Tropical Storm Debby heads to North Atlantic; not a threat to Jamaica

The projected path of Hurricane Hector as of 5 p.m. Sunday

The projected path of Hurricane Hector as of 5 p.m. Sunday

The US National Hurricane Center said Tropical Storm John was expected to strengthen rapidly and become a hurricane by today night or tomorrow.

Debby was centered about 1,195 miles (1,925 kilometers) west of the Azores and moving north near 15 mph (24 kph). A Tropical Storm Warning is in effect from Tecpan de Galeana to Cabo Corrientes, Mexico and a Tropical Storm Watch is in effect for Los Barilles to Todo Santos, Mexico.

Hurricane John was centered about 320 miles (515 kilometers) southwest of the Mexican port of Manzanillo, with maximum sustained winds of 75 mph (120 kph) late in the afternoon.

A tropical storm warning is still in effect for the Big Island as Hurricane Hector moves westward still as a strong Category 3 storm, bringing the threat of monster surf and strong winds on Wednesday.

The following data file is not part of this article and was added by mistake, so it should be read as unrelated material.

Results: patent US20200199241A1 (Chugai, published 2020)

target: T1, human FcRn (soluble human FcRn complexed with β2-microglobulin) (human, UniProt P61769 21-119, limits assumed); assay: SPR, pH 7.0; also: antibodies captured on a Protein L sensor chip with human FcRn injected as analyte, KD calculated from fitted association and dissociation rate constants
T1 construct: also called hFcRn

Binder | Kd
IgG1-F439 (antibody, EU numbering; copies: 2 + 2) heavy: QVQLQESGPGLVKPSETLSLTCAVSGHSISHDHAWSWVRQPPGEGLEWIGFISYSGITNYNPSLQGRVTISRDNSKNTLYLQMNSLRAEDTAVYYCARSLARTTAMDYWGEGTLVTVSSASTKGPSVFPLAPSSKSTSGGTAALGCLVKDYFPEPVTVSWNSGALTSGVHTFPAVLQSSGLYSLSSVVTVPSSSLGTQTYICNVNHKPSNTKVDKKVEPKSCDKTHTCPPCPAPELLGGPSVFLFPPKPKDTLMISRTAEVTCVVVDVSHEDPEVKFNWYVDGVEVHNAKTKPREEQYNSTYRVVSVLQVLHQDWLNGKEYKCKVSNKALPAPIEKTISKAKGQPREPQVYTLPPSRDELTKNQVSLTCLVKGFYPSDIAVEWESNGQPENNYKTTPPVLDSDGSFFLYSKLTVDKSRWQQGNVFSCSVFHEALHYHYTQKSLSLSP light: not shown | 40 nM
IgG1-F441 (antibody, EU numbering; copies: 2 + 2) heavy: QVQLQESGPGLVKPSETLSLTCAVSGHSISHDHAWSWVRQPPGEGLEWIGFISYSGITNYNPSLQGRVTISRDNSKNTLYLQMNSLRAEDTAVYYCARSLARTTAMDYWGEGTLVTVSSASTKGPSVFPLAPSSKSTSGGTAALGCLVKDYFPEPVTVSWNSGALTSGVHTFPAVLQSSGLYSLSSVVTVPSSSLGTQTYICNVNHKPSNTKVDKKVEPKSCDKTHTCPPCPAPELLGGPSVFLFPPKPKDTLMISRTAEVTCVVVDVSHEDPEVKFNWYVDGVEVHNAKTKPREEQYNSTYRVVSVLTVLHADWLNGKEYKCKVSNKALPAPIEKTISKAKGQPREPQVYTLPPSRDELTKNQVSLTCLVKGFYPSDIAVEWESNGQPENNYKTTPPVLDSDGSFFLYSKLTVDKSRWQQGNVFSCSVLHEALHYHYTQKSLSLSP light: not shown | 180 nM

The Category 4 storm is moving westward at 16 miles per hour.

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Farther out to sea, a strengthening Hurricane Hector headed for the central Pacific as a Category 4 storm, with winds of 140 miles per hour (220 kph), the hurricane center reported.

What's more, an El Nino, an anomalous warming in the tropical Pacific, is likely to develop, the Climate Prediction Center says, and that warming typically generates strong winds from the west that could add to the shearing. A subtropical storm is a hybrid of a tropical and non-tropical system.

Enhanced rainfall from deep tropical moisture surrounding Hector will affect the Puna and Ka'ū Districts of the Big Island as the hurricane passes by south of the state on Wednesday and Thursday.

Meanwhile, the Pacific remains active with three-named storms. It will turn to the northeast by the weekend, keeping it clear of the U.S. No impacts will be felt here in eastern Carolina.

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